My work focuses on blurring the boundaries between different material media to find new interpretations that are often inspired by my native roots and cultural understanding. Through my work i aim to bring together all stakeholders - network of designers, researchers, technical experts and the citizens to a common platform. My practice is shaped by my background in architecture and product design and the work extends from spatial experiences to objects and artefacts. Developed around mixed media , I bring a multidisciplinary approach to my practice. I like to engage with people and communities and enjoy the process of uncertainty and discovery with them..
My practice is evolving into an exploration of hybrid disciplines, I am excited by remixing culture and craft and an advocate of the art of mash-up. My projects have been a very personal journey of learning to understand how I can use different tools to create a narrative. I am currently working with waste material (steel slag and quartz), textiles, metal working, digital tools like AR VR and Photography. Some of the most exciting projects I have done - Proximity Sensor and Arduino to notice how long I was away from my work desk and while I was gone, a pen would ‘react’ and ‘misbehave’ by scribbling all over my desk, ‘asking’ me to come back. Using long exposure photography and VR to map the movement of block printing artisans and converting those movement patterns into individual woven signatures. An uncomfortable- physical VR installation set-up that questions the ethics and politics of humane architecture in the context of factory farming. Utilising waste materials, steel slag and waste quartz powder from steel manufacturing plants to make furniture. Mapping textures and inscriptions of Hampi as relics to create neo-artifacts. Using VR to create new urban experiences. A sinusoidal framework works best for my practice where I allow myself to learn, fail and grow. With technology and its tools, I am excited for the opportunity to grow and the multidisciplinary work that one could create.
Dross investigates the recovery of steel slag, ramming mass and residual heat that form a large percentage of the waste by-products of the molten iron processing industry. By using the materials and residual energy found on the geographical site in context, the project focuses on innovating with industrial methods and manufacturing techniques common to the factory worker by following principles of utility and proximity. The techniques and the aesthetics are a result of scrap objects found in the factory’s waste pile. These scrapped bits are then welded together to create forms and edge details, to completely allow the process of discovery to influence the final outcome. The rough, brutalist and simplistic aesthetic that Dross adopts is a reflection of the modern sections of India’s cities which are all about roughness, raw tactility and puristic shapes. The project is key to the factory workers and their working & living communities that live in the factory - by being an active resource of income and comfort, as these are techniques and methods that they are extremely comfortable and familiar with but also have unlimited access to. The artifacts created through this process are meant to start a dialogue about the consumption of materials and manufacturing processes by allowing room for thought to develop a more responsible sense towards use of resources. This project is in collaboration and funded by Southern Ferro Ltd, Hubli, India a recycling steel scrap foundry.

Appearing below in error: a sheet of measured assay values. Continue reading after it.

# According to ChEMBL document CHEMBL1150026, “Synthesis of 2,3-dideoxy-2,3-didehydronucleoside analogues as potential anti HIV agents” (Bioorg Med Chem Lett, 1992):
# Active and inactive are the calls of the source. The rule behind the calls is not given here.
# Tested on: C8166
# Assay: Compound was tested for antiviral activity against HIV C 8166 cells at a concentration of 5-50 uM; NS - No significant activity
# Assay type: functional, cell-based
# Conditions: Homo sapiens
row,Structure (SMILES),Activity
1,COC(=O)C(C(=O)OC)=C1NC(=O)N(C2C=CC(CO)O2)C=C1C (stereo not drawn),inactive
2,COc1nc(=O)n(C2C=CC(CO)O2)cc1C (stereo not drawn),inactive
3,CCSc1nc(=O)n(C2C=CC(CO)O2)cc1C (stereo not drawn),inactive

Southern Ferro Steel Ltd Hubli, Royal College of Art
Hubli , India
Kaarigari , कारीगरी, (Craftsmanship in Hindi) explores the celebration of a craftsman as a front runner in his craft. Hand Block Printing, a 500 year-old traditional craft in India, is now becoming redundant due to advanced digital printing systems and is requiring craft individuals to realize the worth of continuing it. Kaarigari is aimed at delivering recognition to the artisans towards their work by highlighting their individuality. The project records the nuanced signature movements and translates them into patterns that become each artisan's individual signature, an impression of their time, work and body.The block printing artisans print on an average of 10 hours continuously everyday. Thousands of stamps that print almost as a muscle memory. The monotony and the mundane routine is quite tiresome. Upon working with them and observing them, I realised that each artisan prints very uniquely. There is a notion of performance/dance that is complimented by their movements, their signature move. I began to record those little nuances of movements to translate them into patterns, using analogue techniques like light & motion study and digital tools - Long exposure photography and Virtual Reality.The patterns you see on the textile illustrate the movement of the artisan on their printing table - specifically finger points of individual artisans. (Pink/Yellow - Left hand, Blue - Right Hand). These dots are representative of their swiftness, skill, dexterity - their signature.
Royal College of Art , TextielMuseum | TextielLab
Rashmi Bidasaria on the Web